What do policy makers do? The question is important, because making policy engages a great number of people one way or another, and what they do they might do well or badly. Our standard answers are rather hazy, not least because policy making entails such great numbers of people doing a great number of things. The literature tends to have addressed the question in functional terms, outlining and defining – and endlessly debating – different sets of activities such as advocacy and agenda-setting, formulating and decision making, implementing and evaluating.
But what if we were to begin somewhere else, to explore policy as a set of human actions, as a form of work, as real-time, practical and physical ‘doings and sayings‘? What do policy makers really do? What does their work entail?
The answer is surprisingly simple:
‘The two things that civil servants do is write papers and have meetings. Because that’s what we do. From that, things happen. Extraordinary though it might seem’ (senior civil servant)
‘When someone asks me what I do at work … I read, write and have meetings, that’s what I do’ (policy manager)
The question now is why: what is policy, if this is what it involves? What are these things such that they constitute policy?
The work of policy is done in writing. The document seems to be at the heart of policy, its principal material instrument or artefact. Just as for Weber the file was central to bureaucracy, so the strategy, plan, White Paper, memorandum and report are intrinsic to policy. If asked what or where is the policy, practitioners will invariably point to a document of some kind.
But why documents, why writing? Where do documents come from and where do they go? They come from and to meetings; before and after the document is some kind of collective talk. The role of the document is arguably to connect one meeting to the next, to record the understandings reached and agreements made in one time and place and make them available for discussion in another time and place.
For policy makers don’t just read and write, they talk. Their reading and writing is predicated on meetings of different kinds: not just in committees, but in appointments with the minister, in parliament or in council, in briefings and press conferences, workshops and consultations. The work of the document is to fix the elusive and ephemeral process and outcome of talk in such a way that it can be joined by others. It stabilises meaning – the sense of a problem and what might be done about it – at least temporarily, and puts it into motion, to be printed and distributed or simply attached to email, to be read and discussed among others.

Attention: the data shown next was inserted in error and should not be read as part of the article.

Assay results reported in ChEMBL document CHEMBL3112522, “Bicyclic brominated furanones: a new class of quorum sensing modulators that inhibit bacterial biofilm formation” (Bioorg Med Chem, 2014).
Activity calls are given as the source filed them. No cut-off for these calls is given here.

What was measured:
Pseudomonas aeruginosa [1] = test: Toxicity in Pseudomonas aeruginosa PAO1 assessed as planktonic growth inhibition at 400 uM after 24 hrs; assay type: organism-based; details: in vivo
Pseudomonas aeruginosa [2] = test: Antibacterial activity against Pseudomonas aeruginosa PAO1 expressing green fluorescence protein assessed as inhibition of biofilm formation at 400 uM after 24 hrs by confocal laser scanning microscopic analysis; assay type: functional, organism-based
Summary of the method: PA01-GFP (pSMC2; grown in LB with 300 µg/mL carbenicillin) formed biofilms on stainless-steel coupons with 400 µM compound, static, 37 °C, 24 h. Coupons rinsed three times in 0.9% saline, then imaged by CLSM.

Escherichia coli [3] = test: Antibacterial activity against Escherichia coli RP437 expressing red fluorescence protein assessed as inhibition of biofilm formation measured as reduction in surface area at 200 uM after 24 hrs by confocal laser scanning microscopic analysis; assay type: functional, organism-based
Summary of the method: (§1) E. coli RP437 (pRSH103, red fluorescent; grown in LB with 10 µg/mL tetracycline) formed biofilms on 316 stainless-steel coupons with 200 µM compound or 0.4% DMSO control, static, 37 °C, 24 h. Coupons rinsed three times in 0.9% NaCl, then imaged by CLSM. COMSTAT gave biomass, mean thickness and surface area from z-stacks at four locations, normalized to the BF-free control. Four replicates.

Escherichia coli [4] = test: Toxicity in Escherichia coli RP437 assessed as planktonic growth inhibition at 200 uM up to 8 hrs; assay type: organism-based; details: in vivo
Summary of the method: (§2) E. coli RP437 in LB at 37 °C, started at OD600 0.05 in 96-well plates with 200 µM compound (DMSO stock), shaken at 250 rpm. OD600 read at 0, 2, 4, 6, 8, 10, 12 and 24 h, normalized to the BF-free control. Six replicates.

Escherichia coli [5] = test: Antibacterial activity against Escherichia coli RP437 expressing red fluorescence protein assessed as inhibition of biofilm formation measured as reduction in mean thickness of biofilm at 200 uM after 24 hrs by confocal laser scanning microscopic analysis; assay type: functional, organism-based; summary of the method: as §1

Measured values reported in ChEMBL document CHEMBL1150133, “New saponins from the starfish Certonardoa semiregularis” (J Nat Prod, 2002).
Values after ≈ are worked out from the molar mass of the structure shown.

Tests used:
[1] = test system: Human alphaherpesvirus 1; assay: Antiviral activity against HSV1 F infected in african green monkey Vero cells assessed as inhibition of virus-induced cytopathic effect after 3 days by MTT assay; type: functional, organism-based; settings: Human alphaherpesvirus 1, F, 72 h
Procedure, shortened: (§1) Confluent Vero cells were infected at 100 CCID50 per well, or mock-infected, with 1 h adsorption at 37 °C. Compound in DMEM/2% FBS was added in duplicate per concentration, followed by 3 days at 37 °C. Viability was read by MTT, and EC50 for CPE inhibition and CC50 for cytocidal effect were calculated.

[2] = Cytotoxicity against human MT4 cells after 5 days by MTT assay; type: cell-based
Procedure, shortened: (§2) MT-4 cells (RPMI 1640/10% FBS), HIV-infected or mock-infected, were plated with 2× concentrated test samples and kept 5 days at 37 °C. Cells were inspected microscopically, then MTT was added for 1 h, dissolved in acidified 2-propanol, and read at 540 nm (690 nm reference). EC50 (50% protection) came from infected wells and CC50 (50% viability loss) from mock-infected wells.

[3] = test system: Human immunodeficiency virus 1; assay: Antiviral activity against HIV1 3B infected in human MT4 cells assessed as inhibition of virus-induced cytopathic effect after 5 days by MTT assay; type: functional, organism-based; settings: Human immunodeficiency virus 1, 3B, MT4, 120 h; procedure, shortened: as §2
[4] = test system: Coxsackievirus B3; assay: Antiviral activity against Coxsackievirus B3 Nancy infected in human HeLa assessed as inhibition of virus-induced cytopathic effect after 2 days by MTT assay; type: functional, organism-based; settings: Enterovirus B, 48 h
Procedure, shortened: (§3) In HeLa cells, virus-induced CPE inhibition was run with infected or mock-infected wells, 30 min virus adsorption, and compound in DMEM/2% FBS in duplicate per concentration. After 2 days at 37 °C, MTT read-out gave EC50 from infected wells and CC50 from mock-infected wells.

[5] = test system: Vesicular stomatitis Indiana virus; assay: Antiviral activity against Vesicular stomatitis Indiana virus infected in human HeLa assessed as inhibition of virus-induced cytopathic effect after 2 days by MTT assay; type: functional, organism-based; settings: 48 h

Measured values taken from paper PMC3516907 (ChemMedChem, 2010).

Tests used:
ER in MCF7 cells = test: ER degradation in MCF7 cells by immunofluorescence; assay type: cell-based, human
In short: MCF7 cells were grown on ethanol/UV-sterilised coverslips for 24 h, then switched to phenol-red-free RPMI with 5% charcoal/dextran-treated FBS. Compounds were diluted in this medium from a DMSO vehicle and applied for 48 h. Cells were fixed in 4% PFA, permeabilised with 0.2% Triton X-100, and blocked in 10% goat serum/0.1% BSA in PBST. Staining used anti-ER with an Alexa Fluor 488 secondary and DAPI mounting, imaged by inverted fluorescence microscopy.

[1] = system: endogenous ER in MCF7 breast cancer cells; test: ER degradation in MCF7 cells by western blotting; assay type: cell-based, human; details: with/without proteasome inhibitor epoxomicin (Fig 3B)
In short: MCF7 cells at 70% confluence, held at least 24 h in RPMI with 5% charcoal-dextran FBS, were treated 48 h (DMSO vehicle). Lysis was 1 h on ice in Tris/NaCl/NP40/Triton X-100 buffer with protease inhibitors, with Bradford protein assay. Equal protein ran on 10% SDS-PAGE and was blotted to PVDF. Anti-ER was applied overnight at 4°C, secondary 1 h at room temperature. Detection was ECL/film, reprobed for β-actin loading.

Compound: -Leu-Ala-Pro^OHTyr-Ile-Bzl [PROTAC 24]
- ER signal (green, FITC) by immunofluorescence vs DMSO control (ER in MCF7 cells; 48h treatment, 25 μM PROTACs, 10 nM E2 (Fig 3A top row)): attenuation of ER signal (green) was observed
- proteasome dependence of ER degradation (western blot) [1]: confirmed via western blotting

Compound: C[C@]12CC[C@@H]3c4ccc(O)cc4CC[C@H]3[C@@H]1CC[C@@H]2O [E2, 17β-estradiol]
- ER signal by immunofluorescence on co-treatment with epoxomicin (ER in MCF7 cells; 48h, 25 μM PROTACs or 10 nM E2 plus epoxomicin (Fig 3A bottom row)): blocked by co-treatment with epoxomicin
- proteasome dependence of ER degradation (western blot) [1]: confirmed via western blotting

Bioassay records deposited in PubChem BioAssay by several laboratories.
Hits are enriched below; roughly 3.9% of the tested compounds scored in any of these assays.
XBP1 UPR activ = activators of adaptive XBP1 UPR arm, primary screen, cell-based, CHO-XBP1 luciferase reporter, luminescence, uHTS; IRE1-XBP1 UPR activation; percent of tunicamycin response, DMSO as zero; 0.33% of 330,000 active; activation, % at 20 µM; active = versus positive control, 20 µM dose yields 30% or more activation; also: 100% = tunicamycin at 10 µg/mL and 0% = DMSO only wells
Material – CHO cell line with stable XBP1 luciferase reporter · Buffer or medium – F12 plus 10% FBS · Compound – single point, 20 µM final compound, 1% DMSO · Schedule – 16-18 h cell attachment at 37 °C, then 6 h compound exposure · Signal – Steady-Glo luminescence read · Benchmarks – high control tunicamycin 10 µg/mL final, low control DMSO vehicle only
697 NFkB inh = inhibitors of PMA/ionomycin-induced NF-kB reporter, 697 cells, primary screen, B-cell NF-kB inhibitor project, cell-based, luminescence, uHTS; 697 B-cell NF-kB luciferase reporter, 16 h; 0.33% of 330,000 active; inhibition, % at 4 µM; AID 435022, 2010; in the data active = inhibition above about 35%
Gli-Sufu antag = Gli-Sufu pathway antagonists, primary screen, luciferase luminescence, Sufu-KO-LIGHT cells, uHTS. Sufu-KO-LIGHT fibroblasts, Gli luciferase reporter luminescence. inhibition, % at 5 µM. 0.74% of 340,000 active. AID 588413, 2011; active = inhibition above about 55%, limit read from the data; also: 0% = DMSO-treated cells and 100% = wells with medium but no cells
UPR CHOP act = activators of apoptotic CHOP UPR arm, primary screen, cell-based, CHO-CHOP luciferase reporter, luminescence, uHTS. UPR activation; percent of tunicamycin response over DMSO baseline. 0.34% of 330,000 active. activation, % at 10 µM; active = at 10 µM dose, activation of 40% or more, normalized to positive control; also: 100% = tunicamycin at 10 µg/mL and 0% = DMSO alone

Then why do meetings happen? Is policy actually all about meeting? Not all – for there are reports to be written before and afterward, as we know – but meetings are essentially about policy; policy is made in meeting. There are many ways of explaining why, but one of the most powerful lies in Hannah Arendt‘s concept of plurality. Plurality is intrinsic to the human condition: ‘the fact that men, not Man, live on the earth and inhabit the world’. And because we are plural, we must confront our significant problems in interaction with each other, including those problems derived from our very plurality.
This grounding of policy and politics in plurality is an epistemological as well as an ontological claim. Plurality is not only what is there, what is real, but the means by which we know what is real: ‘To men the reality of the world is guaranteed by the presence of others, by its appearing to all’. We must constantly calibrate what we think we know against what others seem to know, and we do that by talking in meeting.
What we know as policy, then, is made in communicative interaction about matters of common concern, which is why policy makers spend their time in reading and writing, meeting and talking – extraordinary as it may seem.
You can read the original research in Policy & Politics:
Freeman, R. (2019) ‘Meeting, talk and text: policy and politics in practice‘, Policy & Politics 47(2): 371-388.
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Three habits of successful policy entrepreneurs [Open Access]
Narratives as tools for influencing policy change [Open Access]